Recent quotes:

Microneedle approach to address peanut allergy shows promise in mice: The novel immunotherapy had increased rates of desensitization to peanut -- ScienceDaily

"While our pre-clinical results are from studies in animal models, they demonstrate the potential for peanut microneedles to improve food allergen immunotherapy through the skin," said Jessica O'Konek, Ph.D., senior author of the paper and research assistant professor at the Mary H. Weiser Food Allergy Center at Michigan Medicine. "Treatment options for food allergy are limited, so there is a lot of motivation for the development of novel therapeutics. It will be exciting to watch the clinical development of this technology," she said.

Another Person’s Peril: Peanut Allergy, Risk Perceptions, and Responsible Sociality - Michaela DeSoucey, Miranda R. Waggoner, 2022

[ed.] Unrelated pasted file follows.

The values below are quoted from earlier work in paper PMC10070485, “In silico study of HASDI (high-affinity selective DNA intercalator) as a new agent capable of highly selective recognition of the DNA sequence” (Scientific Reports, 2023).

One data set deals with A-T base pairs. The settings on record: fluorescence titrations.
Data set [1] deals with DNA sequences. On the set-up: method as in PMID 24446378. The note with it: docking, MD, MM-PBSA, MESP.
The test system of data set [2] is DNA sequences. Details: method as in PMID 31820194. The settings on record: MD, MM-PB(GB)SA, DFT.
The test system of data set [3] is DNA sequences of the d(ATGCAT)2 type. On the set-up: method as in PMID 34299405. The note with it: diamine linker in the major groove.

This article examines perceptions of health risk when some individuals within a shared space are in heightened danger but anyone, including unaffected others, can be a vector of risk. Using the case of peanut allergy and drawing on qualitative content analysis of the public comments submitted in response to an unsuccessful 2010 U.S. Department of Transportation proposal to prohibit peanuts on airplanes, we analyze contention over the boundaries of responsibility for mitigating exposure to risk. We find three key dimensions of proximity to risk (material, social, and situational) characterizing ardent claims both for and against policy enactment. These proximity concerns underlay commenters’ sensemaking about fear, trust, rights, moral obligations, and liberty in the act of sharing space with others, while allowing them to stake positions on what we call “responsible sociality”—an ethic of discernible empathy for proximate others and of consideration for public benefit in social and communal settings. We conclude by discussing the insights our case affords several other areas of scholarship attentive to the intractable yet timely question of “for whom do we care?”